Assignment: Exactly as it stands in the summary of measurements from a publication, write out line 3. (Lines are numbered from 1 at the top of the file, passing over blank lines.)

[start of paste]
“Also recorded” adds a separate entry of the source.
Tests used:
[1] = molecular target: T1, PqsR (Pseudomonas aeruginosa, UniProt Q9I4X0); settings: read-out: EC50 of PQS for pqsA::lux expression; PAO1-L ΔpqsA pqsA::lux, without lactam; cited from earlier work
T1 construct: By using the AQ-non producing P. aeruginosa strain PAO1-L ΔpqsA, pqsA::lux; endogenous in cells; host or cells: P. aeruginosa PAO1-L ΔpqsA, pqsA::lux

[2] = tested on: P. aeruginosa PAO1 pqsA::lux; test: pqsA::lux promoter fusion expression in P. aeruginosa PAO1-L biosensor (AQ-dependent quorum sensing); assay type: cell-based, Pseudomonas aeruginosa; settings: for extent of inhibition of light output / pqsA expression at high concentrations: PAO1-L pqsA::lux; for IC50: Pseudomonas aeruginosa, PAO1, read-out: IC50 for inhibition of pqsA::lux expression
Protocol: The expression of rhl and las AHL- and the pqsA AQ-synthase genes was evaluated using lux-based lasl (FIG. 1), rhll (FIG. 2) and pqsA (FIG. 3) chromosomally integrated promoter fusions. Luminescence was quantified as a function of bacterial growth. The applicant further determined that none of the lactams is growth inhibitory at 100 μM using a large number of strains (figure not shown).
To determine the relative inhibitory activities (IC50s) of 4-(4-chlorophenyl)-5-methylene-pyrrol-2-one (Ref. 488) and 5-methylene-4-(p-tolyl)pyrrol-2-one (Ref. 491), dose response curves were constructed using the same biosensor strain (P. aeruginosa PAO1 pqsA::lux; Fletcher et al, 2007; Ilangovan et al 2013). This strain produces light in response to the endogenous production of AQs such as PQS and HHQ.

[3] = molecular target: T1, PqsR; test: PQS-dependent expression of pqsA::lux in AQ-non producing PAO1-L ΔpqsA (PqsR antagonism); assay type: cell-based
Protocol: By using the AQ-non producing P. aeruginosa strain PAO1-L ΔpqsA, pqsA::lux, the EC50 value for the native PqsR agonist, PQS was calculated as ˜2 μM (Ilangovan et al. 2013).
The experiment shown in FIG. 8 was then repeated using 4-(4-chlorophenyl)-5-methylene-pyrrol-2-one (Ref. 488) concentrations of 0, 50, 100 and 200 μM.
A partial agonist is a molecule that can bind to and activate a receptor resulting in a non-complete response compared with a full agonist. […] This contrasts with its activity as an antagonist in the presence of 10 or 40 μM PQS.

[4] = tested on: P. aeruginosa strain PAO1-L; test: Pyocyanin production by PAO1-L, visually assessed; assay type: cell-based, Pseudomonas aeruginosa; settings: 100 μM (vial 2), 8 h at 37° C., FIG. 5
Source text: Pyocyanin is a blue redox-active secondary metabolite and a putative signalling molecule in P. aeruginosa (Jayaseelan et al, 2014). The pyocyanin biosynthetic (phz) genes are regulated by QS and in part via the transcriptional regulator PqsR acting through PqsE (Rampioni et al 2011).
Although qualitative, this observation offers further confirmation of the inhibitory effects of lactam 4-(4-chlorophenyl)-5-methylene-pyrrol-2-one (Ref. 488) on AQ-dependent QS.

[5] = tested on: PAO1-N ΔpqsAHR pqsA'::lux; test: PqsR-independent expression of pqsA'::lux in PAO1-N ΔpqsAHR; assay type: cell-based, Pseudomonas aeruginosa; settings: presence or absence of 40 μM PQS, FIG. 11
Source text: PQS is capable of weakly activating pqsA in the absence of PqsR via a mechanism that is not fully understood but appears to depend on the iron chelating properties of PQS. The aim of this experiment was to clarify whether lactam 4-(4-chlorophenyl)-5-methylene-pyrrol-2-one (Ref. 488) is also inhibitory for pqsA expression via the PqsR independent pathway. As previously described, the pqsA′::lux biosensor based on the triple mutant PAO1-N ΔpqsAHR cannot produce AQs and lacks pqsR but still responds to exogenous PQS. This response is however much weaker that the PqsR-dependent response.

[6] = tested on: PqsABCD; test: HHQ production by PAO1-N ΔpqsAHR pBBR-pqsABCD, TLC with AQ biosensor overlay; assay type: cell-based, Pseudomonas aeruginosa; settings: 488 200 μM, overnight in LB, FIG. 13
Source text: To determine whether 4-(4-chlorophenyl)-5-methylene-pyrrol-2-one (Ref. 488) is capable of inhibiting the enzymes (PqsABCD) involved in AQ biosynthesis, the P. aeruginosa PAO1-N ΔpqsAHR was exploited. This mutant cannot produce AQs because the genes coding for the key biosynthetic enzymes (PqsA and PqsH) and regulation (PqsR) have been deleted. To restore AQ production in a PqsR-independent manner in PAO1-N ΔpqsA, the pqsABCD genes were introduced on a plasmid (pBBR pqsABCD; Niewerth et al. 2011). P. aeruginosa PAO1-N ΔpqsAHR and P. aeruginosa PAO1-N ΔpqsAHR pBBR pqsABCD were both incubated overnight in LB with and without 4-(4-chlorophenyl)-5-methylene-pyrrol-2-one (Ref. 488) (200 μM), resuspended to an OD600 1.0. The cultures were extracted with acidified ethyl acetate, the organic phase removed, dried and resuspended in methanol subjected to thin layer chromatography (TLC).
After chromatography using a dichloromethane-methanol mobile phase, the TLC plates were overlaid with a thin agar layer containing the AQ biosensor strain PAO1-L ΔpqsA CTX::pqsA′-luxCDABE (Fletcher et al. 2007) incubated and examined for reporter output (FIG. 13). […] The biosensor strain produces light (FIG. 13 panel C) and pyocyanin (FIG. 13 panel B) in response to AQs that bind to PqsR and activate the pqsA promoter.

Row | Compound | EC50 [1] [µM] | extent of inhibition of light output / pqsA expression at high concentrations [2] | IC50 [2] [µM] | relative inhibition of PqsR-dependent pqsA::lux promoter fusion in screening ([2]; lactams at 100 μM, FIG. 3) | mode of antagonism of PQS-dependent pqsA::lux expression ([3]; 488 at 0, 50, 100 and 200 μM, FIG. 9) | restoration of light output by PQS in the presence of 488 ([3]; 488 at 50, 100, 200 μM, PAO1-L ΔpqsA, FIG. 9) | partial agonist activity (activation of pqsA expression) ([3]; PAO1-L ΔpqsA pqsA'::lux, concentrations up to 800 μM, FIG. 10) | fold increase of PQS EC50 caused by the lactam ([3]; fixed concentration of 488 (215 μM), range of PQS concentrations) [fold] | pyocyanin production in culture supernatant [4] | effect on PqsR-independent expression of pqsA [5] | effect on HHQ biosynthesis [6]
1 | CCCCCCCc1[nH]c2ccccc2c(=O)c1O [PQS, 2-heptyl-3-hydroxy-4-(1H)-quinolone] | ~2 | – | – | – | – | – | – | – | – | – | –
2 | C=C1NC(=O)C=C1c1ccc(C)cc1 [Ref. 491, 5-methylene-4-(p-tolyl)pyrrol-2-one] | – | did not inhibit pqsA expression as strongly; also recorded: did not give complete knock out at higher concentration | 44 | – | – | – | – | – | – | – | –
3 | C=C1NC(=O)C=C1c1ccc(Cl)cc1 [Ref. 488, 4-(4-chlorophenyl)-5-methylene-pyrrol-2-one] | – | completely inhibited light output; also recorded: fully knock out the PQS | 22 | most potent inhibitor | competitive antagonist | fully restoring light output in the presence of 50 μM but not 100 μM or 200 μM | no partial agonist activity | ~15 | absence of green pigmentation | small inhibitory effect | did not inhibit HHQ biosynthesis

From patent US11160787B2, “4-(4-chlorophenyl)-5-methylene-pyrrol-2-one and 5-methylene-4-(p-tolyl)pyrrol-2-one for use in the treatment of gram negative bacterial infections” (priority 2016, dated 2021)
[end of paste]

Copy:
[1] = molecular target: T1, PqsR (Pseudomonas aeruginosa, UniProt Q9I4X0); settings: read-out: EC50 of PQS for pqsA::lux expression; PAO1-L ΔpqsA pqsA::lux, without lactam; cited from earlier work